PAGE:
Problems of "it wouldn't work right in certain edge cases"? I fully agree that the fn is pretty concise. I've also read that, in Clojure (perhaps more than other Lisps), macros ought be used sparingly. OTOH,

chepprey15:11:52

I've read that much of Clojure's core library is implemented as macros, building on top of some of the most deep & basic core fn's. So, if hypothetically this count-matching fn were to be added to core clojure, would it likely be done as a macro?

marcio.akk03:11:46

@andy.fingerhut thanks, fixed the code for future reference. @dpsutton interesting... thanks ! 🙂

marcio.akk04:11:22

I'm lost 😞. I need to make several validations and add the result (result is a string) of each validation to a collection. What I did:

((juxt #(func a) #(func b) #(*func c*)) pa pb *pc*) 
I had the feeling that this was not the best solution, now I know for sure. The func c only uses the parameter c (pc), so it only has 1 parameter and because of the *(juxt) I'm trying to pass 3 (pa, pb and pc) resulting in a "Wrong number of args (3) passed to..." exception. What can I do here ?

seancorfield04:11:54

@marcio.akk You can wrap the call in (fn [_ _ pc] (func-c pc))

guillaume07:11:27

Hi, I am having trouble working with big numbers (bigint/long), I am working through the http://exercism.io exercices and I am trying to do the armstrong problem Here are 2 examples of how I am trying to solve it, but I never get the right results, and I don’t understand why:

(def a (str/split (str 21897142587612075) #""))
(long (reduce +' (map #(Math/pow (Integer/parseInt %) (count a)) a)))
=> 21897142587612072
(reduce + (map #(long (Math/pow (Integer/parseInt %) (count a))) a))
=> 21897142587612074
The expected result should be 21897142587612075. Would someone be able to explain me what am I doing wrong and why I get 2 different results?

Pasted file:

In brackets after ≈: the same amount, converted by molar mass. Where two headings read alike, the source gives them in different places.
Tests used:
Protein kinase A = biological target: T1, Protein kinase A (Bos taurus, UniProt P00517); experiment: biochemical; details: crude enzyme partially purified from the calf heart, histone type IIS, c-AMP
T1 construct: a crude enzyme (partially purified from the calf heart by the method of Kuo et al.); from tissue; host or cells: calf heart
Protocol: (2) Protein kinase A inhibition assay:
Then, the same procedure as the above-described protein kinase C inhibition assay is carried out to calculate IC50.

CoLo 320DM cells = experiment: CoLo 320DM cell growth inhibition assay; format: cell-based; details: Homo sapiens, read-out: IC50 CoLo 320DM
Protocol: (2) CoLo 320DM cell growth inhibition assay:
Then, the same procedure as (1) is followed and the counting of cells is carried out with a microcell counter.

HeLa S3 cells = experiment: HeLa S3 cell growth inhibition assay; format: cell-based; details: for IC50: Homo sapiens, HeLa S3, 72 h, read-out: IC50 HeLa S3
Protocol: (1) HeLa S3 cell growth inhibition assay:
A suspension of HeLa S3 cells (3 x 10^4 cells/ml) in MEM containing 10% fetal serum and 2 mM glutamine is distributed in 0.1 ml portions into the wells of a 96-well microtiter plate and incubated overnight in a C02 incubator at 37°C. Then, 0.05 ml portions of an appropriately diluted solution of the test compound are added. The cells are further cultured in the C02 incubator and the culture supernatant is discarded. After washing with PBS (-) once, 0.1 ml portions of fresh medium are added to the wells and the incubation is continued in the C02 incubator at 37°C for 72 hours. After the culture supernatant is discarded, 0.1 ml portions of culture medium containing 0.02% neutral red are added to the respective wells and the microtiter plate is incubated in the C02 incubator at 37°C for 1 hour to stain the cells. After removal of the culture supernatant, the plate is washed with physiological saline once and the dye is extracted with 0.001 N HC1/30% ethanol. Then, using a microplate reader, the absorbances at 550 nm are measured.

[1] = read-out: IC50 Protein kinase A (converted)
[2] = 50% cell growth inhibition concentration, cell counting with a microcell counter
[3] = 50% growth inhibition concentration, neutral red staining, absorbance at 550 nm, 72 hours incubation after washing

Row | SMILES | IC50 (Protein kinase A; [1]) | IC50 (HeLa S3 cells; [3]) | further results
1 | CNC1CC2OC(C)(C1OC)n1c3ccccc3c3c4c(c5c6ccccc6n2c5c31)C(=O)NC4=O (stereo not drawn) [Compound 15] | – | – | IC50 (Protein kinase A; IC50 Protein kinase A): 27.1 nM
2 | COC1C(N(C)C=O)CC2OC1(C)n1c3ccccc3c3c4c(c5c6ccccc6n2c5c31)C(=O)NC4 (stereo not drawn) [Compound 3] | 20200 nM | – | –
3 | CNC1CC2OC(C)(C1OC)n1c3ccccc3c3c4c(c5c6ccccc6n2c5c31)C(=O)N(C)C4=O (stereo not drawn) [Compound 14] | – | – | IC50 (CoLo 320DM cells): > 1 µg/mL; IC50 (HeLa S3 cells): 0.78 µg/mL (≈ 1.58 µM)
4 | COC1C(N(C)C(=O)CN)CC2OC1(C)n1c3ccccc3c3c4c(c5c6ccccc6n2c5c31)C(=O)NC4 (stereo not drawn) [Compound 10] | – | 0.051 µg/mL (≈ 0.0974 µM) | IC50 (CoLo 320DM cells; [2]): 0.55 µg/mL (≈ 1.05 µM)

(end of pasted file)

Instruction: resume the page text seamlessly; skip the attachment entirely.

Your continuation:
jumar07:11:02

@ my version => using BigInteger.pow: https://stackoverflow.com/questions/8071363/calculating-powers-of-integers -> https://docs.oracle.com/javase/6/docs/api/java/math/BigInteger.html#pow%28int%29

(def digits (str 21897142587612075) )
(def exponent (int (count digits)))
(reduce + (map (fn [digit]
                 (.pow (BigInteger/valueOf (Integer/parseInt (str digit)))
                       exponent))
               digits))

jumar07:11:30

The difference you're getting is likely due to rounding errors when using Math/pow which uses doubles

guillaume07:11:49

i see, that makes sense

guillaume07:11:54

thank you 🙂

jumar08:11:56

I edited the snippet above as it was slightly incorrect (using your a instead of my digits)

guillaume08:11:36

yeah, don’t worry, I had figured 🙂

jaihindhreddy10:11:32

You also might wanna use Long/parseLong instead of Integer/parseInt. There are unsigned versions as well, Long/parseUnsignedLong.

joaquin.iglesias12:11:31

Hello Clojurians! What is your favorite clojure library / framework to write microservices? A quick google search pointed me to luminus, but are there other options? I am fairly inexperience with any web programming, I have only used python's flask?

michael.e.loughlin14:11:33

For web, there are almost too many options! You can't really go wrong with luminus, though it's worth knowing that there are other libraries available.

chokheli15:11:11

Yeah, Luminus is a great piece, especially for the concise and very spot-on documentation.